When I ran for city council and lost I didn't know what was next, I had no clue what to do next in my life, the trip to Africa with Maya Angelou; was the moment that allowed me to realize, I had so much to do and so much to live for. On that trip not only am I meeting Maya Angelou, I’m meeting Stokely Carmichael, Miriam Makeba and the great historian, John H. Clarke, meeting all these iconic American and African figures in the diaspora.
Before I heard of Barack Obama, I'm meeting a black president named Jerry John Rawlings, President of Ghana, staying at the presidential palace. [The trip] affirmed that I had a role to play in my own life. This experience allowed me to come back and find my voice once I returned from Africa. That’s why the book started with that trip, because it was such a defining moment in my life and the start to my relationship with Maya Angelou.
EBONY: During the your trip, before the friendship formed, Maya said to you, "If from time to time I seem to be looking through your eyes, that's only because I want to have as fresh a view as possible." This phenomenal activist and intellectual took an interest in not only you, but expressed how she much she regarded the youth.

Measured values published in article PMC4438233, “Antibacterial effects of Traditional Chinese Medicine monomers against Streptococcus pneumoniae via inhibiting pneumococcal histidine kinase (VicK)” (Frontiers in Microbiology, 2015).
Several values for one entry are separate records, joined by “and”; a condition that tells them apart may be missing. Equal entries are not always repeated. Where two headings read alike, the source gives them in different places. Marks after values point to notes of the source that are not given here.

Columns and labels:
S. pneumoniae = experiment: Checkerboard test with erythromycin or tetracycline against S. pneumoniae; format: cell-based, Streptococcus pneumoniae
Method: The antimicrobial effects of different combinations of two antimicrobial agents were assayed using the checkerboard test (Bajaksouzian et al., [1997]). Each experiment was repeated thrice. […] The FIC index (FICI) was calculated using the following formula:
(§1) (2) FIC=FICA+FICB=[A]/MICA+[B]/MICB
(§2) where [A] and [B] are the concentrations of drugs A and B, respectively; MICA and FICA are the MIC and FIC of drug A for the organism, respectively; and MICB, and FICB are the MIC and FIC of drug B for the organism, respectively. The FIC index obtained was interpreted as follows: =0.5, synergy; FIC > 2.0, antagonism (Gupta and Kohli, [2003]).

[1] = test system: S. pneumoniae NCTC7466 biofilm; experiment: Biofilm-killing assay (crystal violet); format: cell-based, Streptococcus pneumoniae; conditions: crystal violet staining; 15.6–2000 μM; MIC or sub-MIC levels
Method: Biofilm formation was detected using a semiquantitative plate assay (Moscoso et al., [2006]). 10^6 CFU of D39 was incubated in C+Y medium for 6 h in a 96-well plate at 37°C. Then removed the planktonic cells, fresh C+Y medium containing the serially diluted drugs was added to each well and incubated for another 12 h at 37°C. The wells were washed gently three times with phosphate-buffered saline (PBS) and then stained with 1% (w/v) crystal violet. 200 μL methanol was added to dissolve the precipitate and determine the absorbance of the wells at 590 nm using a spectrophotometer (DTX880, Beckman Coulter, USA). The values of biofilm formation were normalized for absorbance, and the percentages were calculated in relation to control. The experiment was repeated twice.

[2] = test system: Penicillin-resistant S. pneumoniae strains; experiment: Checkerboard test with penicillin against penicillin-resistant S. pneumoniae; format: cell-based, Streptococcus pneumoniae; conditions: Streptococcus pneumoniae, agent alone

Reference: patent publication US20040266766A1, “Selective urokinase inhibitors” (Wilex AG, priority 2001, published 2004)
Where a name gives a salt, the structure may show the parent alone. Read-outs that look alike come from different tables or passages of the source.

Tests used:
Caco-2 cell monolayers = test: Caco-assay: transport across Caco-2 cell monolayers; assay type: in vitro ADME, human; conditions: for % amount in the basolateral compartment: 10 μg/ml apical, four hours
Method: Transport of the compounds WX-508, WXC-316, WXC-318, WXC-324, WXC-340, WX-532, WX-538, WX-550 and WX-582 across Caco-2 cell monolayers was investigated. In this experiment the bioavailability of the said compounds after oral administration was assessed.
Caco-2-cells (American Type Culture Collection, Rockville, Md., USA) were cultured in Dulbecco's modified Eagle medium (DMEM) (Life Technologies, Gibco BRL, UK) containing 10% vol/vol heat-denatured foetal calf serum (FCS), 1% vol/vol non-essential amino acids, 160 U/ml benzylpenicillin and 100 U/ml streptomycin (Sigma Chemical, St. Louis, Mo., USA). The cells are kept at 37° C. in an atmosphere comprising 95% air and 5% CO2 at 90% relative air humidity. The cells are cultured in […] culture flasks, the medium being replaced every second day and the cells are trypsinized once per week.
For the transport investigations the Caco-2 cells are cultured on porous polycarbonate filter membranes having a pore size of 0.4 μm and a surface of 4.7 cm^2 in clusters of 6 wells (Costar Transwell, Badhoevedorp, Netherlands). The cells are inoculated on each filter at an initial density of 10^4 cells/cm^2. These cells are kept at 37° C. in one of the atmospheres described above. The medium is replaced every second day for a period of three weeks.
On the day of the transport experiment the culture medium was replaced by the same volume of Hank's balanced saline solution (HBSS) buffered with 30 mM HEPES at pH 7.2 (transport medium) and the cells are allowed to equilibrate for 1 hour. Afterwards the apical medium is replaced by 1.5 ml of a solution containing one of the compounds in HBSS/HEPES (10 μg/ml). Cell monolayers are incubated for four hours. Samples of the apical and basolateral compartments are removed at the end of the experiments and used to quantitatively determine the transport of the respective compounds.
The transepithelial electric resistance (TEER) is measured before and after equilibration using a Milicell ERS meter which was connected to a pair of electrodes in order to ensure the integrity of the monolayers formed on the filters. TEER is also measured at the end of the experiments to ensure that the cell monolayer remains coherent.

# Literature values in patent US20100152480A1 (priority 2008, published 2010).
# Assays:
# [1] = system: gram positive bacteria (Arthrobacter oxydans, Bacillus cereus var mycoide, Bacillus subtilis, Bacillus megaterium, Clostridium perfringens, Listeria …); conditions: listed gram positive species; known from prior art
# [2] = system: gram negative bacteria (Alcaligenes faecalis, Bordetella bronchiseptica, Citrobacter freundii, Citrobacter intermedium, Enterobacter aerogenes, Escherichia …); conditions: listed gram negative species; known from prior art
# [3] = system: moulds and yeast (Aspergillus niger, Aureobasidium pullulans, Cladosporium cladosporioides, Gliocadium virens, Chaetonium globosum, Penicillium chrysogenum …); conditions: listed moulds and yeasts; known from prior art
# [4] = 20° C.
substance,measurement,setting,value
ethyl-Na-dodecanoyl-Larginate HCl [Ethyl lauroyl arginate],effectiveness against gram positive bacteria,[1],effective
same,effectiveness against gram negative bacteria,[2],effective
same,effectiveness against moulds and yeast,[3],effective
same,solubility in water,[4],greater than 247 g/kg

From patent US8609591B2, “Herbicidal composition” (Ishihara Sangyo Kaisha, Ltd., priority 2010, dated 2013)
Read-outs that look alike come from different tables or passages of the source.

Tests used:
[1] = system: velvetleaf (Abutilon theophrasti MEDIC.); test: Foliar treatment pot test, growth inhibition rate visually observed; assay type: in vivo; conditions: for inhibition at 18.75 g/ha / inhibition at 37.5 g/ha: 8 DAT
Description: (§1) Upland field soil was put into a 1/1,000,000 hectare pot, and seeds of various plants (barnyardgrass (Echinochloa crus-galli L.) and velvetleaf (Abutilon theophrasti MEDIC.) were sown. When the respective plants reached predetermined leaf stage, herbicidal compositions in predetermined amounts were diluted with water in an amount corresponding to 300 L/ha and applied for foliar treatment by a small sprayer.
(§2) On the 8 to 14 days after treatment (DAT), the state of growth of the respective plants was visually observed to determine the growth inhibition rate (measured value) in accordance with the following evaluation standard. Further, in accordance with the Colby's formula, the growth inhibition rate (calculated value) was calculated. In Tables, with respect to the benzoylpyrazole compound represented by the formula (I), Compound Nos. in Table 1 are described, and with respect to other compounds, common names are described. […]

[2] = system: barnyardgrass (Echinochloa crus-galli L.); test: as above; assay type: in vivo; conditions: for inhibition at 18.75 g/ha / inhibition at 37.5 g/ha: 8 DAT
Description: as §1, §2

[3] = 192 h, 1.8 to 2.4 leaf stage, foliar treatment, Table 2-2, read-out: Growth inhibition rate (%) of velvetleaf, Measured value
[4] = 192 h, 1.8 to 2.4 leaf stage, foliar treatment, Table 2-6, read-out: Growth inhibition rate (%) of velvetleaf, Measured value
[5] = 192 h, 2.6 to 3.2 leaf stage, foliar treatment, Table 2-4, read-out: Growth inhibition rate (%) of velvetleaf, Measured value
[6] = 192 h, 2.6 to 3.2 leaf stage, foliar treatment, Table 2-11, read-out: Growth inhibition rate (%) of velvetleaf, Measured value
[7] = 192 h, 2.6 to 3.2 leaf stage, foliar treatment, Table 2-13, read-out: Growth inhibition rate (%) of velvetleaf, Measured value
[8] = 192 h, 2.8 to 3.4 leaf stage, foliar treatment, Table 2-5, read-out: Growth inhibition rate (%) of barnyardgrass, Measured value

TS: She was interested in what I thought and what mattered to me. She is a world class intellectual, and I'm a teenager, [she’s] inviting me to disagree with her, challenge her, and to interrogate her. It’s not often the case that young black men are engaged in that way, people [having] a genuine curiosity about what you think, what you feel, what you believe and how you see the world. The confidence that it built in me, that Maya Angelou cared about what I thought, and she's allowed me to articulate what I thought, that was confidence boost and builder like I've never had in my life. By the time I got back to America, I didn't know what was next but I knew I had the confidence to pull it off.